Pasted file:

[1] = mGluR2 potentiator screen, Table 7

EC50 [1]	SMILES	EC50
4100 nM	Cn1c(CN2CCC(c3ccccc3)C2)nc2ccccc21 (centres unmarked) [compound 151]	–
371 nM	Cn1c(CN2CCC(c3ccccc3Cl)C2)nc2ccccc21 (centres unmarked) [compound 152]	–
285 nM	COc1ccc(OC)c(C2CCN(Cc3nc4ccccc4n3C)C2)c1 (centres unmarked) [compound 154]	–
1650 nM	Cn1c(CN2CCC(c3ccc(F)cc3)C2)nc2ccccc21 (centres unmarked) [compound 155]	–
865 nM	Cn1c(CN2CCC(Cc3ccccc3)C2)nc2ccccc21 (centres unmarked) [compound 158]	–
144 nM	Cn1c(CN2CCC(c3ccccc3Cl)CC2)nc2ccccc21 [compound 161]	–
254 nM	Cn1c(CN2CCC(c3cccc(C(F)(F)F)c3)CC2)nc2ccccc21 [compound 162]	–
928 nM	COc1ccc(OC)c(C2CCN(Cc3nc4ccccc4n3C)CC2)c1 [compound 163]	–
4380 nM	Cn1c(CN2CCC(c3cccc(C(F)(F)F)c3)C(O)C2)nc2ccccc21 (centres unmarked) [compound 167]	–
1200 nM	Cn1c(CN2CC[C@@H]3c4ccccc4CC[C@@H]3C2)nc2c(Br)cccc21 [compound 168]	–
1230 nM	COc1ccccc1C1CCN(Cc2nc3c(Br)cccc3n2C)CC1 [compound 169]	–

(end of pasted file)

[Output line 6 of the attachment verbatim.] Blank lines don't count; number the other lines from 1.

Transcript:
1650 nM	Cn1c(CN2CCC(c3ccc(F)cc3)C2)nc2ccccc21 (centres unmarked) [compound 155]	–